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Decentralisation in India

Decentralisation and local governance are central issues in India today. When India gained independence in 1947 it had a population of 360 million, apart from the Provinces under direct British rule, in 562 princely states that came together to form the Union of India under the Constitution adopted on 26 November 1949. In terms of plurality of religion, culture, language and diversity, India has no parallel. When India became a republic on 26 January 1950 it was considered a highly centralized system.

In the last five decades, India has travelled a long road towards decentralisation,especially through institutions of local self-government. This study examines briefly the half-century history of the decentralization process, which has been democratic rather than administrative.2 The factors which have accelerated this process and the problems faced in bringing about full-fledged decentralisation, especially with regard to local governance, are dealt with in some detail. However, the focus of the study is the accountability mechanisms built into the present system from the village community to the district level, and the status of their functioning. India’s traditional society with its stratification and hierarchy based on the caste system give ample scope for the growth of clientelism, patronage and primordial loyalties perpetuating favouritism, corruption and misappropriation of public funds

Self-governing village communities had existed in India from the earliest times. These village bodies of five persons were known as panchayats, a term that could best be translated as Village Councils.

  • They looked after the affairs of the village, had police and judicial powers and were the lines of contact with higher authorities on matters affecting the villages.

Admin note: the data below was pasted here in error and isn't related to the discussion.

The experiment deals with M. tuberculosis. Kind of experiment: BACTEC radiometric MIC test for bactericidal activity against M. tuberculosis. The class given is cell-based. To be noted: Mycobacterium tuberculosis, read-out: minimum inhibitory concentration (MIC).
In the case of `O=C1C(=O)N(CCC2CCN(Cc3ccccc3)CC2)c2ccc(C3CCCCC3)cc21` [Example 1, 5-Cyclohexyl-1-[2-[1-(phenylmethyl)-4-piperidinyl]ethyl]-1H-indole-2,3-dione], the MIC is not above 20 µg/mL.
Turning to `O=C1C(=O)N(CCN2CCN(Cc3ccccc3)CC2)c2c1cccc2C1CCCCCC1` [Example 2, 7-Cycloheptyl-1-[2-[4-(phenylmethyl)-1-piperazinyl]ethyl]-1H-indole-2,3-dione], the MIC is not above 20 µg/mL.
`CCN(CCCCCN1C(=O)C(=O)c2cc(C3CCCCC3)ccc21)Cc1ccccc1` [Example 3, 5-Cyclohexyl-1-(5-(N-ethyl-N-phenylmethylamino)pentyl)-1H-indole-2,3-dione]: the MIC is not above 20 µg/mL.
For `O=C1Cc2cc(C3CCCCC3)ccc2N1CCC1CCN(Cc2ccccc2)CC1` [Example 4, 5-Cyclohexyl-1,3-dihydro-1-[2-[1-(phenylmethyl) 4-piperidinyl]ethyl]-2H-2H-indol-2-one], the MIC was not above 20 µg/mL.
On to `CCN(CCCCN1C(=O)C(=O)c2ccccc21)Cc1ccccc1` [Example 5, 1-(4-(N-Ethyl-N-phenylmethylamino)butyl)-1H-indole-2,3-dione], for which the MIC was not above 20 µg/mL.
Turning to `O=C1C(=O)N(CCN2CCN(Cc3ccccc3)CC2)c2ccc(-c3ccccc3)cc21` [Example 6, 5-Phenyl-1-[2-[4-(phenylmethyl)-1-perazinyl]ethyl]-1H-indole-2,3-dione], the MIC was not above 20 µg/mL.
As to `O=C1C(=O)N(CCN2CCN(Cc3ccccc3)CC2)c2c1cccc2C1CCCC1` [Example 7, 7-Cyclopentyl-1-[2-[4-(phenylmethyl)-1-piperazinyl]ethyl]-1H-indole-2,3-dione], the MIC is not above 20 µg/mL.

• Custom and religion elevated them to a sacred position of authority.
  • These panchayats were the pivot of administration, the centre of social life, and, above all, a focus of social solidarity.
  • Besides these panchayats or village councils, there were also caste panchayats, whose role was to ensure that persons belonging to a particular caste adhered to its code of social conduct and ethics.
  • With the advent of the British, the self-contained village communities and their panchayats were replaced by formally constituted village administration.
    Local self-government in India was the creation of the British.
  • Although not the first reforms of its kind, the Ripon Resolution of 1882 providing for local boards consisting of a large majority of elected non-official members and presided over by a non-official chairperson, is considered to be the Magna Charta of local democracy in India.

The term self-government had begun to gain currency and it triggered several resolutions aimed at strengthening the panchayats and local government on the part of the Congress Party, which was fighting for India’s freedom, including self-government as the political goal for the country. But most importantly, village panchayats became central to the ideological framework of India’s national movement under the leadership of Mahatma Gandhi. For him the village panchayat was a complete republic based on perfect democracy and individual freedom.

  • The political head of the municipality is the municipal chairperson.
  • In a municipal corporation he is called the mayor.

      The largest experiment in democracy conducted anywhere in the world is this new system of local government.

  • There are now about 36 lakh elected representatives in the panchayats and municipalities, all over the country.

At times, this number exceeds the total population of certain countries. Constitutional status for local government has helped to deepen democracy in our country. This has also increased women’s representation and voice in our democracy. But there are many difficulties as well. Gram sabhas are not held regularly while elections are held regularly and enthusiastically. The local governments have not been transferred most of the significant powers of the state governments nor adequate resources.

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